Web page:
Hi, everyone, welcome back and happy Monday!
A quick note for readers who may missed the news last week: We are super excited to be hosting our next event in San Francisco on Wednesday evening, September 16, at the Autodesk Gallery on Market Street, thanks to some finagling by our friends at Bolt. We’re just as excited about who will be speaking, including DFJ cofounder Steve Jurvetson; Social+Capital Partnership founder Chamath Palihapitiya; True Ventures partner and About.me CEO Tony Conrad; Matt Mullenweg, the founder of Automattic; Bolt managing director Ben Einstein; and Haystack founder Semil Shah. You can find more information about the event right here. Tickets, which are going fast, are here.
Top News in the A.M.
The French police aren’t messing around. Uber France CEO Thibaud Simphal and Uber Europe GM Pierre-Dimitri Gore-Coty were both taken into custody today in Paris and charged with running an illegal taxi company. More here from TechCrunch.
This morning, the Supreme Court opted not to review a 2014 ruling on copyright law that held Google‘s Android operating system infringed copyrights relating to Oracle‘s Java platform. This is a disaster for the software industry, argues Vox. Here’s why.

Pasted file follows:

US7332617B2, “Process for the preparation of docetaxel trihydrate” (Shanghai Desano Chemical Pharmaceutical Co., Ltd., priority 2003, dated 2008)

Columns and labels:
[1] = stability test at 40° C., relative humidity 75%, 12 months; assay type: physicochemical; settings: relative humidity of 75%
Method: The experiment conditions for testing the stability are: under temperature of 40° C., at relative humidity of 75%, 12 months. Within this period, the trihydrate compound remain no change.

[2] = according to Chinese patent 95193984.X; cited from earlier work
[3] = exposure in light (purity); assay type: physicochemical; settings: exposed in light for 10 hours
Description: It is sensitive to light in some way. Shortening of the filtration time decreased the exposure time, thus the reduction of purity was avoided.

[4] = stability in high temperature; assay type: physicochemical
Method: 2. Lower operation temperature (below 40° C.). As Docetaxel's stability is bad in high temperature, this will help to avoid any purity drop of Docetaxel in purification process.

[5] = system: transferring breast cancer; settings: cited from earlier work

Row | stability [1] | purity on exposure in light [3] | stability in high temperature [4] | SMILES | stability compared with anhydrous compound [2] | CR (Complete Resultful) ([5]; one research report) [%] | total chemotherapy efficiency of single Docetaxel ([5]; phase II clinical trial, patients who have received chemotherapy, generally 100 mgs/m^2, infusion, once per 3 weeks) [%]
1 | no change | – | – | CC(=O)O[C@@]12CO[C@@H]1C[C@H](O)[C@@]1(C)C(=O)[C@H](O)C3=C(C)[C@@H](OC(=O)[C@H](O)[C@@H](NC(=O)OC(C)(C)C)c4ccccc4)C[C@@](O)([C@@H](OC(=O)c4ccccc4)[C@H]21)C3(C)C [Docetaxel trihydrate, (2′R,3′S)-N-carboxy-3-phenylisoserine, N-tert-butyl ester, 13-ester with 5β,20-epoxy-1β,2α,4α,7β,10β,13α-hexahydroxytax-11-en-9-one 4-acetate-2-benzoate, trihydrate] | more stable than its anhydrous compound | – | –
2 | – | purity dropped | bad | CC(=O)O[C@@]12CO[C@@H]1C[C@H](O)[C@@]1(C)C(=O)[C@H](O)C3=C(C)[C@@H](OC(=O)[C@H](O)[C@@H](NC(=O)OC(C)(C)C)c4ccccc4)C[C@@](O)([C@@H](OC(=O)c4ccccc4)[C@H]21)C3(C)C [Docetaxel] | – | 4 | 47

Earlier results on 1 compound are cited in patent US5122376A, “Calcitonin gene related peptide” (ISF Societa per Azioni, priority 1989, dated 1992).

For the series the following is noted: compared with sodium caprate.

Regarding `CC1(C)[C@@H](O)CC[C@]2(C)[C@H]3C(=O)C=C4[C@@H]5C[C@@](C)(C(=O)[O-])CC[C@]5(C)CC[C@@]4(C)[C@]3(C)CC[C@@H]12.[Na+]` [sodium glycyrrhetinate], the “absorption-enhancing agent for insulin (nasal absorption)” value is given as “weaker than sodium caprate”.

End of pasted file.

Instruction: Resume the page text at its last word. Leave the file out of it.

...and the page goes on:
Owing to investor demand, it now looks like the China-based ride-sharing company Didi Kuaidi is targeting around $2 billion (up from $1.5 billion) for its newest fundraise. The WSJ has more here.
Piazza, Backed by Sequoia and Others, Looks to Next Round
You might not be familiar with the 25-person, Palo Alto, Ca.-based startup Piazza, but plenty of engineering and other STEM students are aware of it.
The online platform where students and instructors come together to learn and teach was first conceived by founder and CEO Pooja Sankar, who as a first-year student at the Stanford Graduate School of Business, felt isolated at times in her learning experience. It reminded her of her undergraduate experience at Indian Institute of Technology Kanpur, the engineering school in India, where there were 400 boys and 20 girls in the computer science department.
Says Sankar, “I felt at a disadvantage because I didn’t have a support group to master concepts, classes, career, or how you choose a company or a startup.”